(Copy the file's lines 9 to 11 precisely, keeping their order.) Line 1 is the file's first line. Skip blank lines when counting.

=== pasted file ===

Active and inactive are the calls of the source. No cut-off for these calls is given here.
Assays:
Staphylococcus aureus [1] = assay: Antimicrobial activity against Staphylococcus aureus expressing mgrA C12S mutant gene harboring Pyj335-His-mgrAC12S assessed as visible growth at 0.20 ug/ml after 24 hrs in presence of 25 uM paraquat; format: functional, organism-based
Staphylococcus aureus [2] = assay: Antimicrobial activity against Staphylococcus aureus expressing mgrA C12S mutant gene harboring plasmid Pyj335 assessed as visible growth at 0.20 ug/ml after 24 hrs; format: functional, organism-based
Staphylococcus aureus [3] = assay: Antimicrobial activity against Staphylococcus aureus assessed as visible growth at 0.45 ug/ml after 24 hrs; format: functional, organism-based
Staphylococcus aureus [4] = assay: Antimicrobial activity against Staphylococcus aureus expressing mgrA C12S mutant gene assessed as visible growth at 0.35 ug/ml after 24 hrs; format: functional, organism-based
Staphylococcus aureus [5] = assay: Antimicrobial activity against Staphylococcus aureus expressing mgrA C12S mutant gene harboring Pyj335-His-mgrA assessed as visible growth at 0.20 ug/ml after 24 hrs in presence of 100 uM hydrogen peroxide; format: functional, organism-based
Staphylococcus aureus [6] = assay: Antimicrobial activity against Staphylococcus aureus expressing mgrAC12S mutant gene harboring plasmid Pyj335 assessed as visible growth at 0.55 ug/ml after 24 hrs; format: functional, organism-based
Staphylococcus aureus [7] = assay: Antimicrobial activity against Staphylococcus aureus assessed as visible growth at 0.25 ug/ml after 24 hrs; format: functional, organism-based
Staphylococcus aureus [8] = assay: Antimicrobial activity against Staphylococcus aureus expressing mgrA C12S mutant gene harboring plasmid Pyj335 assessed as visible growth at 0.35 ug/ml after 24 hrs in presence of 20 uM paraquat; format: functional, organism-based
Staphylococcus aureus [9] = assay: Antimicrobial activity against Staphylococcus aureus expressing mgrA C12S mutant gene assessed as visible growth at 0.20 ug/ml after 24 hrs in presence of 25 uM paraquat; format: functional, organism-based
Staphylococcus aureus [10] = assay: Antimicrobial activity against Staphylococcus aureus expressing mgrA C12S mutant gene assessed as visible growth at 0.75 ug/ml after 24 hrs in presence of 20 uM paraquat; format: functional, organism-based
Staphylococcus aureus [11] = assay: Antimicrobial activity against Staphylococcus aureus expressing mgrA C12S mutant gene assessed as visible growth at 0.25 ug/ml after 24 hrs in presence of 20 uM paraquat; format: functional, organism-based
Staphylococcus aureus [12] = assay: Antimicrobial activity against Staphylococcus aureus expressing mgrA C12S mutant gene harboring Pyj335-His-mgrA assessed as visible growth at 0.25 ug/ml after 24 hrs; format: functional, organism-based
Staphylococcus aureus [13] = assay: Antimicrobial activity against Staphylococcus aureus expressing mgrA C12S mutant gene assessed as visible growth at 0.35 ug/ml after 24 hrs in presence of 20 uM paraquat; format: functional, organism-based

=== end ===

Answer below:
Staphylococcus aureus [7] = assay: Antimicrobial activity against Staphylococcus aureus assessed as visible growth at 0.25 ug/ml after 24 hrs; format: functional, organism-based
Staphylococcus aureus [8] = assay: Antimicrobial activity against Staphylococcus aureus expressing mgrA C12S mutant gene harboring plasmid Pyj335 assessed as visible growth at 0.35 ug/ml after 24 hrs in presence of 20 uM paraquat; format: functional, organism-based
Staphylococcus aureus [9] = assay: Antimicrobial activity against Staphylococcus aureus expressing mgrA C12S mutant gene assessed as visible growth at 0.20 ug/ml after 24 hrs in presence of 25 uM paraquat; format: functional, organism-based